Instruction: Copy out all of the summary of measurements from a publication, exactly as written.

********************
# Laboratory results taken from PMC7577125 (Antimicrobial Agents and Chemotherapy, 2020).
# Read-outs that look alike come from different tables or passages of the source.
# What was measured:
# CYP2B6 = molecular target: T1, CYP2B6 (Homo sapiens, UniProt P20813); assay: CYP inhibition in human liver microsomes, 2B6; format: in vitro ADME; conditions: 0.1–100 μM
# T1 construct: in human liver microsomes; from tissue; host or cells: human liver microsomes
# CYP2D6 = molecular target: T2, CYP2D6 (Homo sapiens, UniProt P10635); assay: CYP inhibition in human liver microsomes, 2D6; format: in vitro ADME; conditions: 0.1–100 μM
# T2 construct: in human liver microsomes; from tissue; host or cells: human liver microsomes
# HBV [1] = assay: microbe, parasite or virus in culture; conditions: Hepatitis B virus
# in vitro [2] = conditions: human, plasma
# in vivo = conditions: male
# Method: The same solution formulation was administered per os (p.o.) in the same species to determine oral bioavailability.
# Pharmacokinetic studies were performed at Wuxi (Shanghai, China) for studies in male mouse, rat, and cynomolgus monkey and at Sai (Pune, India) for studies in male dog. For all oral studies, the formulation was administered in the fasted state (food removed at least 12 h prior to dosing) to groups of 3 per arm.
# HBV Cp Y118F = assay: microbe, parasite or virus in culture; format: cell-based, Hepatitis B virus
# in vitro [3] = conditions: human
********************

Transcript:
# Laboratory results taken from PMC7577125 (Antimicrobial Agents and Chemotherapy, 2020).
# Read-outs that look alike come from different tables or passages of the source.
# What was measured:
# CYP2B6 = molecular target: T1, CYP2B6 (Homo sapiens, UniProt P20813); assay: CYP inhibition in human liver microsomes, 2B6; format: in vitro ADME; conditions: 0.1–100 μM
# T1 construct: in human liver microsomes; from tissue; host or cells: human liver microsomes
# CYP2D6 = molecular target: T2, CYP2D6 (Homo sapiens, UniProt P10635); assay: CYP inhibition in human liver microsomes, 2D6; format: in vitro ADME; conditions: 0.1–100 μM
# T2 construct: in human liver microsomes; from tissue; host or cells: human liver microsomes
# HBV [1] = assay: microbe, parasite or virus in culture; conditions: Hepatitis B virus
# in vitro [2] = conditions: human, plasma
# in vivo = conditions: male
# Method: The same solution formulation was administered per os (p.o.) in the same species to determine oral bioavailability.
# Pharmacokinetic studies were performed at Wuxi (Shanghai, China) for studies in male mouse, rat, and cynomolgus monkey and at Sai (Pune, India) for studies in male dog. For all oral studies, the formulation was administered in the fasted state (food removed at least 12 h prior to dosing) to groups of 3 per arm.
# HBV Cp Y118F = assay: microbe, parasite or virus in culture; format: cell-based, Hepatitis B virus
# in vitro [3] = conditions: human